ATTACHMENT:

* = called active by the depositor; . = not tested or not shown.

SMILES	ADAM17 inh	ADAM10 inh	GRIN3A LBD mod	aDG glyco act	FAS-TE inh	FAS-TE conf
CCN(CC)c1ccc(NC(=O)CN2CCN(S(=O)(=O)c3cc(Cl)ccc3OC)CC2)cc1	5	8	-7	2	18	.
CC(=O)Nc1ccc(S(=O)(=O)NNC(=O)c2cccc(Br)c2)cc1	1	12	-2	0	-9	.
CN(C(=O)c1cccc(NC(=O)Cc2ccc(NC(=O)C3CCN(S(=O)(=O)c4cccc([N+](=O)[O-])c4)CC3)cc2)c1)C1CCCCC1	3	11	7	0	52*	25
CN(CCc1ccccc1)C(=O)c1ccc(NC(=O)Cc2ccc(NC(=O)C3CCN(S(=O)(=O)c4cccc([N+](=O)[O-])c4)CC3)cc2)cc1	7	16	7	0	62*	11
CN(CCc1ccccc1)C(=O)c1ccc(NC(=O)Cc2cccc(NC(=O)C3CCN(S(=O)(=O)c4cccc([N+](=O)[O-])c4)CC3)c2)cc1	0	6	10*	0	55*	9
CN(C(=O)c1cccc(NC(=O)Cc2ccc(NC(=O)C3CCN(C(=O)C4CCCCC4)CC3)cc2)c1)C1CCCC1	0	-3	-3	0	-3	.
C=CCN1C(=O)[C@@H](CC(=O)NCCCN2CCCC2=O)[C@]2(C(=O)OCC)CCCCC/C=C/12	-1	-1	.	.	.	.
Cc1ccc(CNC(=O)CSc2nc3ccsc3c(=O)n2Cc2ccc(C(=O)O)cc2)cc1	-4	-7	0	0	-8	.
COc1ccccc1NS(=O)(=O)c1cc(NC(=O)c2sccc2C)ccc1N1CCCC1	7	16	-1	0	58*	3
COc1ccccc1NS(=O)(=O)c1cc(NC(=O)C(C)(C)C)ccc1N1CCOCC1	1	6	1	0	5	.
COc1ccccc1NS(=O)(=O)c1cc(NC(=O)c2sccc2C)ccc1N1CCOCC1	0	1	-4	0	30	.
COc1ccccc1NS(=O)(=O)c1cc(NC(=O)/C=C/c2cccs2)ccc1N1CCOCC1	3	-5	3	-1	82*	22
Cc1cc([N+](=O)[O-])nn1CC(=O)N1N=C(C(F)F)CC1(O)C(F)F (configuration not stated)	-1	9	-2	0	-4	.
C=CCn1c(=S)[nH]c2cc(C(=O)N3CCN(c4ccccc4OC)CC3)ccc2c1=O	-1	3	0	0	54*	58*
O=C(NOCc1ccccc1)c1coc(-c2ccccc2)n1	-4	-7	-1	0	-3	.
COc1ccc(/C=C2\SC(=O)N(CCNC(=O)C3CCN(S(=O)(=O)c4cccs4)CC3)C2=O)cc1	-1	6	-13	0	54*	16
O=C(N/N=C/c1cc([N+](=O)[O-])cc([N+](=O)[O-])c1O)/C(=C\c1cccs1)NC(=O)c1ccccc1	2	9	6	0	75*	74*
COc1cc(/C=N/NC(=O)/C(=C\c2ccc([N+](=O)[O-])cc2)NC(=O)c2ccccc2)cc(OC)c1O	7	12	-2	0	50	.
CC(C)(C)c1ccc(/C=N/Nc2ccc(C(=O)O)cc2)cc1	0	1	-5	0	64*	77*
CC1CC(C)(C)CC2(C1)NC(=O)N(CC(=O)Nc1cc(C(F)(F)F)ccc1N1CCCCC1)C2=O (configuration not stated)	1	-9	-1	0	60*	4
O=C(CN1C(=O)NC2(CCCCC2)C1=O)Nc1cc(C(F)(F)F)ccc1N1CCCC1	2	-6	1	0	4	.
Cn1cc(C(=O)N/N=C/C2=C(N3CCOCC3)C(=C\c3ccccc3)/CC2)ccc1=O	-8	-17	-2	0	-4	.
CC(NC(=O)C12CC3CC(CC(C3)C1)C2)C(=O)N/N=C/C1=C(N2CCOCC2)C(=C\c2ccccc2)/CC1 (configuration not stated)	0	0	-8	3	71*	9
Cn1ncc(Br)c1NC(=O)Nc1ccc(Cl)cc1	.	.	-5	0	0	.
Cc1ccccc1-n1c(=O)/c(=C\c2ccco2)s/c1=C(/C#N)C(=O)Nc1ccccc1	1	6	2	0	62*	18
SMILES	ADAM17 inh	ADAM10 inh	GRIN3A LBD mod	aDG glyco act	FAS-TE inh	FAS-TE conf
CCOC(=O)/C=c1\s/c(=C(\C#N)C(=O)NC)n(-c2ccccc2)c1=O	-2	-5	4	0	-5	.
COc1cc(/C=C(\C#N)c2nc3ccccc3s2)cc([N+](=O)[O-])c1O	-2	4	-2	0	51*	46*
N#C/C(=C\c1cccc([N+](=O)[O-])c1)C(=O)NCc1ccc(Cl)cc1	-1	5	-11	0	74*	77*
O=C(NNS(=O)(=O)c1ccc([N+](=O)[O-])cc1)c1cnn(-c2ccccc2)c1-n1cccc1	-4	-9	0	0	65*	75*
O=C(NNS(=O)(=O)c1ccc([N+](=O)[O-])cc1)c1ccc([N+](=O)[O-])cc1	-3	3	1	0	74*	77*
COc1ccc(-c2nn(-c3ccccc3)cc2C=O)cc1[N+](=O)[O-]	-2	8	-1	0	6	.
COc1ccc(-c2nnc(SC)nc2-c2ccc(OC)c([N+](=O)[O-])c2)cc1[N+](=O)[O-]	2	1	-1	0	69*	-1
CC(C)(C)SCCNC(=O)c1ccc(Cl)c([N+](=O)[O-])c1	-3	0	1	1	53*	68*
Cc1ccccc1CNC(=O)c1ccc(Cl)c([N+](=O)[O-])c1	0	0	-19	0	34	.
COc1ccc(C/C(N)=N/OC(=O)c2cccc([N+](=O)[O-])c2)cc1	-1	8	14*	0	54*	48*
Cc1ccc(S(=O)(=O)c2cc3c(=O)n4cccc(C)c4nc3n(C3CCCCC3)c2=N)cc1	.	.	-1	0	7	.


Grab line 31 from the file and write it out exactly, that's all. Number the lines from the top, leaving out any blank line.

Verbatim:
N#C/C(=C\c1cccc([N+](=O)[O-])c1)C(=O)NCc1ccc(Cl)cc1	-1	5	-11	0	74*	77*